"This is essential for public health": Introducing the Rapid Mortality Mobile Phone Surveys project

On World Population Day, we spoke to the Rapid Mortality Mobile Phone Surveys (RaMMPS) team about the innovative way they’re using mobile phones to collect mortality data remotely.
RaMMPs caller in Bangladesh. Credit: International Centre for Diarrhoeal Disease Research, Bangladesh (ICDDR,B)

About the Consortium (Malebogo Tlhajoane, LSHTM)

Can you tell us a bit about the RaMMPS consortium?

The Rapid Mortality Mobile Phone Surveys project, also known as RaMMPS, is a multi-country study that began in December 2020 with an aim to develop and validate methods for timely (excess) mortality estimation in low and lower-middle income countries (LLMICs) where suitable alternatives are unavailable. RaMMPS leverages the rapid expansion in mobile phone use in LLMICs to collect mortality data without the need for in-person contact. This approach is appealing because it is cheaper and could be used in settings affected by epidemic outbreaks or humanitarian crises where the mobility of interviewers may be restricted.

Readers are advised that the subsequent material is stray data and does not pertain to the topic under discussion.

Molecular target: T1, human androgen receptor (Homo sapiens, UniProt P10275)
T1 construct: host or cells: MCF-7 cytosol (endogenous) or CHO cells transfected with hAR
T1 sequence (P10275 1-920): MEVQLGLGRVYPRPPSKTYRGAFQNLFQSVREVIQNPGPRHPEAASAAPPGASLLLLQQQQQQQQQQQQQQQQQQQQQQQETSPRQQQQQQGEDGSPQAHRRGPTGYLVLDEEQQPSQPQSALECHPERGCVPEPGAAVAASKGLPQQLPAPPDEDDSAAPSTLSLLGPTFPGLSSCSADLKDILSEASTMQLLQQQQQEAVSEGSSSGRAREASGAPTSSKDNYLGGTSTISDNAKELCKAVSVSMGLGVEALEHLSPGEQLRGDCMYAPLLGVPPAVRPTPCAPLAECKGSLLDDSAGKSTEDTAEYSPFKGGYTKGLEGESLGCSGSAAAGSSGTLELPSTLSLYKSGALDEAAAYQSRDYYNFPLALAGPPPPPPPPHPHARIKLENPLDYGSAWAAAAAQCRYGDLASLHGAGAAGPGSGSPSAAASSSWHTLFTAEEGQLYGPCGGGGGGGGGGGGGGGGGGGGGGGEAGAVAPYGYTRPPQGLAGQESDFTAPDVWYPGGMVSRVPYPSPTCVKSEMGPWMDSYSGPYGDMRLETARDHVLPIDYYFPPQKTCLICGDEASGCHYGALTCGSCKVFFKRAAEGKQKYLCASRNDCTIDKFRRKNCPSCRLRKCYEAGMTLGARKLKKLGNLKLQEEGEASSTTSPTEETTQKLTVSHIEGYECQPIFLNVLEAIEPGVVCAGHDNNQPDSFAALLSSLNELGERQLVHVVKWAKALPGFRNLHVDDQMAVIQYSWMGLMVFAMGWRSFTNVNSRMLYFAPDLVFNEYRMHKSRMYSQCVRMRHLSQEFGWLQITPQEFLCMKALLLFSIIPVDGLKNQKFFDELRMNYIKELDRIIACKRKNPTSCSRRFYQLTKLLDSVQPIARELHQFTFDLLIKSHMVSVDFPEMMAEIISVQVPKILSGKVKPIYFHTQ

The RaMMPS consortium consists of 13 partner institutions, with fieldwork in five countries - Bangladesh, Burkina Faso, Democratic Republic of Congo, Mozambique and Malawi. In most countries, the RaMMPS consists of a national survey and one or more validation studies that leverage another mortality surveillance system as a comparison data source. The experience with mortality mobile phone surveys is limited, so there is still a need for methodological and validation work in terms of sampling approaches and development of survey tools. For example, those who own a mobile phone are a select group who might not be representative of the general population, and thus, could introduce bias in the mortality estimates.

We’re supported by the Bill & Melinda Gates Foundation (through an agreement with UNICEF-USA) with supplementary funding from the Foreign, Commonwealth & Development Office for the DRC RaMMPS, USAID for the Mozambique RaMMPS and institutional funding from NYU for the Malawi RaMMPS.  

Why have you chosen these five countries (Bangladesh, Burkina Faso, Democratic Republic of Congo, Mozambique, Malawi)?

Several criteria played into their choice, ranging from need for mortality data on the impact of COVID-19, the expertise of in-country partners with mobile phone data collection and the availability of other data sources that could be drawn on for methodological validation studies. Each country case-study shares the same objectives; but RaMMPS methods vary slightly in each country in terms of sampling strategies, survey instruments used and external data sources for validation work. These differences are intentional to best leverage context-specific attributes of each RaMMPS and to better understand strengths and weaknesses of various approaches for measuring mortality via a mobile phone interview.